The Egyptians worshipped the Nile River. Its life-giving waters flowed from deep in the interior of Africa and turned the lifeless dessert into lovely shades of green. But when Moses came to town with his torturous plagues, the Nile turned blood red. The stench of death was awful as rotting fish floated belly-up and bloating.
Moses called on God who sent an infestation of frogs and gnats and flies. Which was worse: finding frogs in the flour bin and under your pillow, or being harassed constantly by buzzing, biting insects? Donkeys and oxen died. Locusts devoured what hail had not already destroyed. A pandemic of boils made life unbearable. Then, for three days, utter darkness covered the region like a heavy blanket.
The tenth plague, the crescendo of God’s judgment upon the Egyptians, was the death of the first-born son. God warned the Jews: “Tell the whole community of Israel that on the tenth day of this month they must each select an animal of the flock according to their fathers’ families, one animal per family... You must have an unblemished animal, a year-old male; you may take it from either the sheep or the goats. You are to keep it until the fourteenth day of this month; then the whole assembly of the community of Israel will slaughter the animals at twilight. They must take some of the blood and put it on the two doorposts and the lintel of the houses where they eat them” (Exodus 12:3-7).
It happened just as God foretold. “At midnight the Lord struck every firstborn male in the land of Egypt, from the firstborn of Pharaoh who sat on his throne to the firstborn of the prisoner who was in the dungeon... During the night Pharaoh got up, he along with all his officials and all the Egyptians, and there was a loud wailing throughout Egypt because there wasn’t a house without someone dead” (Exodus 12:29–30).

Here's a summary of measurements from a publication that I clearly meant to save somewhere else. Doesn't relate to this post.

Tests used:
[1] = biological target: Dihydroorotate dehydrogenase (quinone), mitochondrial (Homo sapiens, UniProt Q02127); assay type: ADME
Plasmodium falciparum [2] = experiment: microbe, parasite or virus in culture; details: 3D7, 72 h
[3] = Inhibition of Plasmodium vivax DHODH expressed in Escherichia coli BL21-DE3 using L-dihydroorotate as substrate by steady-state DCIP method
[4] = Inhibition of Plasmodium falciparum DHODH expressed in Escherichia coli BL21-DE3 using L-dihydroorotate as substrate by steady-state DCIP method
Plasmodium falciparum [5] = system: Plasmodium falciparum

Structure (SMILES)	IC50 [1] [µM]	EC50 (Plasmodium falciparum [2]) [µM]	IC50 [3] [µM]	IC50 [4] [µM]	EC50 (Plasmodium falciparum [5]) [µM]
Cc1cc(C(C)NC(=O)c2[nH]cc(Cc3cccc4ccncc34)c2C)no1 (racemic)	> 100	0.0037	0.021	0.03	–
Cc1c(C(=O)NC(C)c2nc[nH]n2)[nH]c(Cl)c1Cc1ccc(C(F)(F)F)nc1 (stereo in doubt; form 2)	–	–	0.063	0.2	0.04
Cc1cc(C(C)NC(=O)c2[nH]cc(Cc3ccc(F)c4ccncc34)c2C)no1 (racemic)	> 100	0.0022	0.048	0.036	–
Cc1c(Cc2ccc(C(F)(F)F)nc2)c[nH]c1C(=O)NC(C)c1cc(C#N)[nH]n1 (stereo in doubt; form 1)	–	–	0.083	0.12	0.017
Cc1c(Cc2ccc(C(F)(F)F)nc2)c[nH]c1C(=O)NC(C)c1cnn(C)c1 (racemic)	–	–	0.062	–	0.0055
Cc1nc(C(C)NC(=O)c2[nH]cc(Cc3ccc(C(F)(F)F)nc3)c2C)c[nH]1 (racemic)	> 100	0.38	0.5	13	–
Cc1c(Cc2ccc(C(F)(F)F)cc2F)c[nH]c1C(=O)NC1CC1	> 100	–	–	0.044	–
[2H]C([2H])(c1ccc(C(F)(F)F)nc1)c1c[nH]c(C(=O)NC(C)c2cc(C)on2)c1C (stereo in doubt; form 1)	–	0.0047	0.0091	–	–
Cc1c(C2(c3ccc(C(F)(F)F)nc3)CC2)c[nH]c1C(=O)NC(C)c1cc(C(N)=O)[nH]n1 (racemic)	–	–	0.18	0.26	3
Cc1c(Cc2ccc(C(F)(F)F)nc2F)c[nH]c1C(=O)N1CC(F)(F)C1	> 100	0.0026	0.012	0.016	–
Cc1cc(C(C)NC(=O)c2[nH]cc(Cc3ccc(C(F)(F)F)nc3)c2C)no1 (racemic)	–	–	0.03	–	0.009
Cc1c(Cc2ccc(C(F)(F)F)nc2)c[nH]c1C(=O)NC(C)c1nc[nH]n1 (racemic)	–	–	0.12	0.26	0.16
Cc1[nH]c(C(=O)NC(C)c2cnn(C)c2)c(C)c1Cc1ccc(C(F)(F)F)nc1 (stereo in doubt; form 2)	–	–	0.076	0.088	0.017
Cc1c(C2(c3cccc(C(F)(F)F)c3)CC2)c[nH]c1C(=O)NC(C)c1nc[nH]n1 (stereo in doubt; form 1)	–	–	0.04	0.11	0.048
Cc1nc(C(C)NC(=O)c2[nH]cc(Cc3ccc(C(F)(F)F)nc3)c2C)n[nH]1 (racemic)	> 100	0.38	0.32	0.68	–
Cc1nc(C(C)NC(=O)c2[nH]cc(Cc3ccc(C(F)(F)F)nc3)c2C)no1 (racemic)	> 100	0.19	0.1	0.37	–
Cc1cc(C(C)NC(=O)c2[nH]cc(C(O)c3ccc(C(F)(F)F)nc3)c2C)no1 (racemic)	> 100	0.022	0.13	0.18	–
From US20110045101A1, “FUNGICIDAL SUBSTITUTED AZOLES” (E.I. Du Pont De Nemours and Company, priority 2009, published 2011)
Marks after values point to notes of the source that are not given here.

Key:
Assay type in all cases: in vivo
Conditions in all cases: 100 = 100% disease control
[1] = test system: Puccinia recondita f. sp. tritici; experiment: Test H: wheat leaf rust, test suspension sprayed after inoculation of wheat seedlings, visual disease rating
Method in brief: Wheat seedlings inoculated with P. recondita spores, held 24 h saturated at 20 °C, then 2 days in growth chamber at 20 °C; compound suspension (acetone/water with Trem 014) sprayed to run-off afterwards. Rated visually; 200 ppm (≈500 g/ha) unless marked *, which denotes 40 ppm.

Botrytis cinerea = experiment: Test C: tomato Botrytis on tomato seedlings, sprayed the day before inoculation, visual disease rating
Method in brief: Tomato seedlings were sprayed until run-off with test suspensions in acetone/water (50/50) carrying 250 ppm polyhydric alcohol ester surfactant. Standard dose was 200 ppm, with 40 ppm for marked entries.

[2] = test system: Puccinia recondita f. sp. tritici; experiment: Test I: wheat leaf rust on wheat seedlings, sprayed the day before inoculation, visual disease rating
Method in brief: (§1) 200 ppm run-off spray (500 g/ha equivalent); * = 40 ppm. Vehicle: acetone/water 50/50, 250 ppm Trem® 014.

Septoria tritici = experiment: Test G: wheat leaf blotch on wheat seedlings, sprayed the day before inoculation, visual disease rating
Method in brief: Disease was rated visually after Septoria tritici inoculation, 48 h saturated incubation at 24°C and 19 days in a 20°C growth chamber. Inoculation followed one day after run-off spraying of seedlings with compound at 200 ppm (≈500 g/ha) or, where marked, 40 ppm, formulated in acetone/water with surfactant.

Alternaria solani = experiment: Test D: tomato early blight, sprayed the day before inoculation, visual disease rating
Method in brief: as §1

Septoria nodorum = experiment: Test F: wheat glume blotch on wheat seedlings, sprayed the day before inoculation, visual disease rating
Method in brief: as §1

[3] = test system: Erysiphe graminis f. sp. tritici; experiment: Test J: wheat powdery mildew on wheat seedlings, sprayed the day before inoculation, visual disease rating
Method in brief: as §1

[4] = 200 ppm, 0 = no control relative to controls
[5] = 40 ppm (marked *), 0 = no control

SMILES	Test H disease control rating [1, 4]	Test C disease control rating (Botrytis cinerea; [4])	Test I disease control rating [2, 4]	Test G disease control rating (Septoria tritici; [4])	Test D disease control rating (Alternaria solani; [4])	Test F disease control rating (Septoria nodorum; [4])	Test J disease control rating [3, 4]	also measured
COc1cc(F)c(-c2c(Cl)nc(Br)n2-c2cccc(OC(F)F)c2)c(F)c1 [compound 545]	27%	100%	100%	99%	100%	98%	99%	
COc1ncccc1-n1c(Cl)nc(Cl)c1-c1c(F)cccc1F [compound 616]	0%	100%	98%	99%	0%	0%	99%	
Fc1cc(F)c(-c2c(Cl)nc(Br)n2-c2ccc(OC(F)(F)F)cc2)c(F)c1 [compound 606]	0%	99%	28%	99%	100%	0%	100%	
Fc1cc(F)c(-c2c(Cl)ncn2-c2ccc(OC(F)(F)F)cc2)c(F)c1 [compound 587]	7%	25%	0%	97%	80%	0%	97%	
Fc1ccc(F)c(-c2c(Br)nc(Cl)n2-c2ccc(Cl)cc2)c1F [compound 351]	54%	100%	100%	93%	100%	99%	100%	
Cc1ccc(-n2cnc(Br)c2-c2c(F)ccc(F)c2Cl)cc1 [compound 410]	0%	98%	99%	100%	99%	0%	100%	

Blood-curdling shrieks could be heard throughout the land... except in the Hebrew neighborhoods and villages. God’s promise was true. “When the Lord passes through to strike Egypt and sees the blood on the lintel and the two doorposts, he will pass over the door and not let the destroyer enter your houses to strike you” (Exodus 12:23).
The Hebrew slaves trusted God. The blood was the sign of God’s covenant-promise. Written on the doorposts of their homes, their emancipation proclamation was signed with the blood of an innocent lamb.
The Hebrew word for doorpost is “mezuzah.” Faithful Jewish families hang a “mezuzah” in the entry to their home as a constant reminder of God’s saving grace. Written on parchment scroll, tucked inside the decorative mezuzah are the words of the “Shema.” “Hear, O Israel: The Lord our God, the Lord is one! You shall love the Lord your God with all your heart, with all your soul, and with all your strength. And these words which I command you today shall be in your heart ... You shall write them on the doorposts of your house” (Deuteronomy 6:4–9, NKJV).
Is your life marked with the blood of the Innocent Lamb? Has God’s covenant-promise been written on your heart and on your doorposts?
All Scripture quotations, except as otherwise noted, are from
Holman Bible Publishers’ Christian Standard Bible.